Foot Care > What Is Hammertoe
Hammertoe is a contracture— or bending—of one or both pints
Hammertoes usually start out as mild deformities and get progressively worse over time. In the earlier stages, hammertoes are flexible and the symptoms can often be managed with noninvasive measures. But if left untreated, hammertoes can become more rigid and will not respond to non-surgical treatment. Corns are more likely to develop as time goes on—and corns never really go away; even after trimming. In more severe cases of hammertoe, open sores may form.
Because of me progressive nature of hammertoes, they should receive early attention. Hammertoes never get better without some kind of intervention.
What Causes Hammertoe
The most common cause of hammertoe is a muscle/tendon imbalance. This imbalance which leads to a bending of the toe results from mechanical (structural) changes in the foot that occur over time in some people.
Hammertoes are often aggravated by shoes that don't fit properly—for example, shoes that crowd the toes. And in some cases ill-fitting shoes can actually cause the contracture that defines hammertoe. For example, a hammertoe may develop if a toe is too long and is forced into a cramped position when a tight shoe is worn.
Occasionally, hammertoe is caused by some kind of trauma, such as a previously broken toe. In some people, hammertoes are inherited.
Treatment: Non-Surgical Approaches
There are a variety of treatment options for hammertoe. The treatment your podiatric foot and ankle surgeon selects will depend upon the severity of your hammertoe and other factors.
A number of non-surgical measures can be undertaken:
When Is Surgery Needed?
In some cases, usually when the hammertoe has become more rigid surgery is needed to relieve the pain and discomfort caused by the deformity. Your podiatric surgeon will discuss the options and select a plan tailored to your needs. Among other concerns he or she will take into consideration the type of shoes you want to wear the number of toes involved your activity level, your age, and the severity of me hammertoe.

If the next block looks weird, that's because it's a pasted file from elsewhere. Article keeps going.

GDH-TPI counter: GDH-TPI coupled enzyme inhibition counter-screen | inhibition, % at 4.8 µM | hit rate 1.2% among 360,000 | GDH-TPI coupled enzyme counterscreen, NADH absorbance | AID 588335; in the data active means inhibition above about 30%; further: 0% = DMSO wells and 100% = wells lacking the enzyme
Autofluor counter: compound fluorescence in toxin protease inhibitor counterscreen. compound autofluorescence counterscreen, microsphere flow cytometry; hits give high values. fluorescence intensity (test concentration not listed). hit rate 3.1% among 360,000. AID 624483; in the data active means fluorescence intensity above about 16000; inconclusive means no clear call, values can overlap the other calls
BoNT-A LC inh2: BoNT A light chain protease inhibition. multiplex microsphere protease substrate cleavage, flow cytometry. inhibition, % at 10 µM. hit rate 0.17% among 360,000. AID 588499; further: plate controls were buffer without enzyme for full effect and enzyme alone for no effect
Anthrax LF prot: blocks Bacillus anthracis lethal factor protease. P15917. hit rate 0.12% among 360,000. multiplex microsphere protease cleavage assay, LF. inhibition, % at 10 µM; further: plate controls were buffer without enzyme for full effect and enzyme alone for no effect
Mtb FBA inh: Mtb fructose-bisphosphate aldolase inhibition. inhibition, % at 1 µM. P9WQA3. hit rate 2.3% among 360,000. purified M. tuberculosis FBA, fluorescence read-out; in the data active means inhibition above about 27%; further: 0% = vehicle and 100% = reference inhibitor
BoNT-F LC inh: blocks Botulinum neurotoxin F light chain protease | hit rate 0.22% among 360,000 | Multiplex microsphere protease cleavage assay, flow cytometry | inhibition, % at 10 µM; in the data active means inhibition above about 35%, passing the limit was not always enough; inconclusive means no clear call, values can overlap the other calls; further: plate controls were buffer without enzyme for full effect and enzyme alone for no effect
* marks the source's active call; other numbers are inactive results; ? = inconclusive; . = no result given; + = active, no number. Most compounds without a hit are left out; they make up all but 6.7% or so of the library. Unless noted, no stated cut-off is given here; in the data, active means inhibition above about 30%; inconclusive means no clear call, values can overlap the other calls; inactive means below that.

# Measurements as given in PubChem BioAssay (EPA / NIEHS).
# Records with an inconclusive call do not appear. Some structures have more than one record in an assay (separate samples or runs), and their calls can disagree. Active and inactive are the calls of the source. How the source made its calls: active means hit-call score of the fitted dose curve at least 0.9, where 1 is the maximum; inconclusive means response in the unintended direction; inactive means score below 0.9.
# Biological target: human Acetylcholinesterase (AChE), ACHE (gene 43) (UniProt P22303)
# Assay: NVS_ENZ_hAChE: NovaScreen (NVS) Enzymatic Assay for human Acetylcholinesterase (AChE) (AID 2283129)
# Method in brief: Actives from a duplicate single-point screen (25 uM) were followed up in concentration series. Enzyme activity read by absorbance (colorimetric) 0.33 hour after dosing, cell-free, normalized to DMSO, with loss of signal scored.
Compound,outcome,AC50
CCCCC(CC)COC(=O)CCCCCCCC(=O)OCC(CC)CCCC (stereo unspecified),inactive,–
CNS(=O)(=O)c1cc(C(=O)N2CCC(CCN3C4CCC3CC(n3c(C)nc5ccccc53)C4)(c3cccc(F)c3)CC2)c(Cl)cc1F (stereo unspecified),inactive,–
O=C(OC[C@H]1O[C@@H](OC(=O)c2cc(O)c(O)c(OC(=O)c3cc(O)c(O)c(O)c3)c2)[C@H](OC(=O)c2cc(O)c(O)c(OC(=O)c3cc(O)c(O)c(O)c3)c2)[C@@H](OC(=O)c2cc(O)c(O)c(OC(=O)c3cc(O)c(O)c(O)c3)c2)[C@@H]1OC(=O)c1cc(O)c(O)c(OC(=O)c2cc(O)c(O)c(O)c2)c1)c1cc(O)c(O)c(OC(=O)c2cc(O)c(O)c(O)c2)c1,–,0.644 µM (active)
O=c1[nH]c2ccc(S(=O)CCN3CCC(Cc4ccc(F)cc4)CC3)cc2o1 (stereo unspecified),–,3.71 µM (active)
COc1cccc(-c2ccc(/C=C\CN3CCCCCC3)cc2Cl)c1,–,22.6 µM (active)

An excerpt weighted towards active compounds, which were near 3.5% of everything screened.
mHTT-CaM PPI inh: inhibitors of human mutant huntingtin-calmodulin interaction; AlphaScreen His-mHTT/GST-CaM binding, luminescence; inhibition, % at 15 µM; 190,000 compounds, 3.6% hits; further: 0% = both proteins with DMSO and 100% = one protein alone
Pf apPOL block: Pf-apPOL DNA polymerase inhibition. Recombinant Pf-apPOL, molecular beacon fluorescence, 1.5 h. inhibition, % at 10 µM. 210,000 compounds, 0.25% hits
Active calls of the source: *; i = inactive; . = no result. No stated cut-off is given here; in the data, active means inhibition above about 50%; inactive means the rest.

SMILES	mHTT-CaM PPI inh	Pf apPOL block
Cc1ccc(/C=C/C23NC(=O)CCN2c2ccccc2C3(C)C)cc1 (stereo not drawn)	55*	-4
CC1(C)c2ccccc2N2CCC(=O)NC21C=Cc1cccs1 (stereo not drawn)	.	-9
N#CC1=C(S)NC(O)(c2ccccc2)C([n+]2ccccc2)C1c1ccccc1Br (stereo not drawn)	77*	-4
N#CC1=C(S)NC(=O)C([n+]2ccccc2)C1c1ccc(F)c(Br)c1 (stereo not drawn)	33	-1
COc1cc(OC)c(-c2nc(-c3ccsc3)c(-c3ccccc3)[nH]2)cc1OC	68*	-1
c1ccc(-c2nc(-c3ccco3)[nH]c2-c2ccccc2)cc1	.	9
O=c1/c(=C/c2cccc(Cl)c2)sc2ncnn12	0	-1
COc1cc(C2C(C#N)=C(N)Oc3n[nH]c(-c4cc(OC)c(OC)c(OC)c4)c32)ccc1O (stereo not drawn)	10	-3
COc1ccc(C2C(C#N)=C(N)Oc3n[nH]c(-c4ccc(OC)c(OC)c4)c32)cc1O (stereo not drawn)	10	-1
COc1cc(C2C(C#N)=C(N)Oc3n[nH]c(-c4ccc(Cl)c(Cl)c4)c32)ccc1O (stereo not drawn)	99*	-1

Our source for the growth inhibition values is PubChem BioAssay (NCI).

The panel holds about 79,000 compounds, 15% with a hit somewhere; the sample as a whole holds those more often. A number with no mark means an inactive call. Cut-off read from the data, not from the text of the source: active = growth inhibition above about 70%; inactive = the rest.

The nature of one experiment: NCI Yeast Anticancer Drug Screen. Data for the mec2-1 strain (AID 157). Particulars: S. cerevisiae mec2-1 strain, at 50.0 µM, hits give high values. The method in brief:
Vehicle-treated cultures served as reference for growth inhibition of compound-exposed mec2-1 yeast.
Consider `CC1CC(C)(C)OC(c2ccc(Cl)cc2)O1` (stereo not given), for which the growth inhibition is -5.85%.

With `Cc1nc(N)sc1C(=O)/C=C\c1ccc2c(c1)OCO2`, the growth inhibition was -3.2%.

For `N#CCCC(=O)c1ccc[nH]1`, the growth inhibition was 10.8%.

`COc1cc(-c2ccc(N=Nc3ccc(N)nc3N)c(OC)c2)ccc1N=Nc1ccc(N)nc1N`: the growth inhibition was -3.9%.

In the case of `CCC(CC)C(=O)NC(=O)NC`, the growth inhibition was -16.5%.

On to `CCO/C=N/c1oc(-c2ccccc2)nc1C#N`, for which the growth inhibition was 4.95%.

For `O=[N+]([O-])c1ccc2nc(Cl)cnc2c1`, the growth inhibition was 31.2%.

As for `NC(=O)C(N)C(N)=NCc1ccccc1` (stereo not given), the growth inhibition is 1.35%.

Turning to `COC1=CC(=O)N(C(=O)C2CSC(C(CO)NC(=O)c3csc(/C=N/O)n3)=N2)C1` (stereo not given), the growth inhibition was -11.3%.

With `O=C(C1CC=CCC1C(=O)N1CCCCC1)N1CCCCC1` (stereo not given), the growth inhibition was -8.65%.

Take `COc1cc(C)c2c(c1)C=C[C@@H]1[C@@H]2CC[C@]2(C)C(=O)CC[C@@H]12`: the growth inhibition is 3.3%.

The most common surgical procedure performed to correct a hammertoe is called arthroplasty. In this procedure, the surgeon removes a small section of the bone from me affected joint,
Another surgical option is arthrodesis, which is usually reserved tor more rigid toes or severe cases, such as when there are multiple joints or toes involved. Arthrodesis is a procedure that involves a fusing of a small joint in the toe to straighten it. A pin or other small fixation device is typically used to hold the toe in position while the bones are healing.
It is possible that a patient may require other procedures, as well— especially when the hammertoe condition is severe. Some of these procedures include skin wedging (the removal of wedges of skin) tendon/muscle rebalancing or lengthening/ small tendon transfers/ or relocation of surrounding joints.
Often patients with hammertoe have bunions or other foot deformities corrected at the same time. The length of the recovery period will vary depending on the procedure or procedures performed.
2005 © Patrick Farrell, D.P.M., Inc.